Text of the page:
Sadly the game doesn’t actually do narrative that well outside of its small nuggets of ancillary storylines like the echoes and collectibles like phones. The main plot is incredibly linear and simple and really, the way you progress through the game is not really dictated by narrative, but rather by building. The more I played the game, the more I found I wasn’t trying to progress in order to complete the games storyline of stopping multiple factions of militarised gangs from terrorising the good people of New York with their own warped solutions to the current crisis. Instead, I was building my BOO, my base of operations and, in order to find entertaining story, searching for collectibles. Complete with traditional Ubisoft tower missions and area clearing, I completed all of the side missions in order to fully kit out the areas in my BOO and my character’s skill set.

Essentially, I was playing a building game at this point and that’s because I:

  1. Did not give a monkeys about creating several bullet holes in endless masses of hooded youths, firemen or paramilitary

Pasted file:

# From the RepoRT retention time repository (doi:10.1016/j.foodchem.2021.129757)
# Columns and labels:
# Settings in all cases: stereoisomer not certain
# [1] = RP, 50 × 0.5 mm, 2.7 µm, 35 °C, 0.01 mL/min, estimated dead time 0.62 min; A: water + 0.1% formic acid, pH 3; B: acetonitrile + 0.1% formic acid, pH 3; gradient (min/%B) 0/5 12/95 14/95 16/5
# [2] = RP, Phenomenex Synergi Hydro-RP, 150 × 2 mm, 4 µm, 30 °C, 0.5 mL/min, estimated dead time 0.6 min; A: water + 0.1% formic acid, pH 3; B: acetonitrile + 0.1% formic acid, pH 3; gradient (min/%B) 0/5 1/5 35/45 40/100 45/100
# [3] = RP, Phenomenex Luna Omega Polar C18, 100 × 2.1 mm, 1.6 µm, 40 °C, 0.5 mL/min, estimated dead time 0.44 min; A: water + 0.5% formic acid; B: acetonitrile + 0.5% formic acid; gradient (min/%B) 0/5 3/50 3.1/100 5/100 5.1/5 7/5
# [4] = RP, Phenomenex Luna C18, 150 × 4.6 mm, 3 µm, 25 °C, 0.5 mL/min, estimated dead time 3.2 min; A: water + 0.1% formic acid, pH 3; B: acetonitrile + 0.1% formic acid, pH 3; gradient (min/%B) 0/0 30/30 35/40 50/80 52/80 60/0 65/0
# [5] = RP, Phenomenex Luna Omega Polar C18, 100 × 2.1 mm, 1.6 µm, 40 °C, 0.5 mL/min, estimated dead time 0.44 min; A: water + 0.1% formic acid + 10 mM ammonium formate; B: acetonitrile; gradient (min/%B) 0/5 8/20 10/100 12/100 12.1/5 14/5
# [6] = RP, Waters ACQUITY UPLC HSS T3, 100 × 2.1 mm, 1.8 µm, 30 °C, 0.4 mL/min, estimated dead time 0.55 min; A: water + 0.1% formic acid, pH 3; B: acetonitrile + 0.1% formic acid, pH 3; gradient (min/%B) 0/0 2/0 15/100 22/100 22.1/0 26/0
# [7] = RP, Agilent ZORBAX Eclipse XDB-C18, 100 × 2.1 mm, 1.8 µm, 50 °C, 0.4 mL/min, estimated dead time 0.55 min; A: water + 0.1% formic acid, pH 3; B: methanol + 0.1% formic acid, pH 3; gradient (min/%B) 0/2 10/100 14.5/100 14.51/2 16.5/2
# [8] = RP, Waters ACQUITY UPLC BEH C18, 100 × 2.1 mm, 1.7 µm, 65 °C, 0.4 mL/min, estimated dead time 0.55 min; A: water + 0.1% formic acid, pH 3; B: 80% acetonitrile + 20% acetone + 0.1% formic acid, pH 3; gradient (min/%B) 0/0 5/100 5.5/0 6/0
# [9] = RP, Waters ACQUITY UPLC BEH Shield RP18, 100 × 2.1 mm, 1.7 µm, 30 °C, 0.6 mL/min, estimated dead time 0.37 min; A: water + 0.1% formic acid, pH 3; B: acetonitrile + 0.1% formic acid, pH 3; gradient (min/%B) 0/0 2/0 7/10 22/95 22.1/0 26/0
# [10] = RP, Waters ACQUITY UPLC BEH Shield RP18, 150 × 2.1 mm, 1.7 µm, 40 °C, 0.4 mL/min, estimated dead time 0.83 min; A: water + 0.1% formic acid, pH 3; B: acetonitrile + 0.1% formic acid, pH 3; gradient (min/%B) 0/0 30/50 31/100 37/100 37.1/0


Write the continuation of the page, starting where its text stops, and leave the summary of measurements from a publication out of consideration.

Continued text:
2. Really didn’t understand what the point of the Division was in the game or why they are liked/hated/any better than the aforementioned factions
  3. Really liked unlocking things in my base that meant I could get free clothes.

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The game ends up quite a lot like Destiny in your character inventory with skill swapping, endless deconstruction of guns for parts so you can craft better stuff, or find big loot and rather pointless quests for some green khaki trousers. There is a big RPG element and this game effectively is that with some 3rd person shooting, much like Destiny except that The Division does get the level and weapon levelling right and its shooting, well it works well enough but it isn’t going to set the world alight.

The Dark Zone is the game’s multiplayer component outside of co-op missions and it is quite possibly the most interesting experiment in online PvP for a while. The idea is that a lot of central Manhattan is closed off, labelled as this Dark Zone where the worst of the infection and the reprobates are that run havoc. Think of it like the way Manhattan was changed in Escape from New York except without the prison element. As such, it’s all versus all. Limited extraction zones, better loot, better levelling but, most importantly, epic betrayal around every corner to steal your hard earned pick ups– quite literally.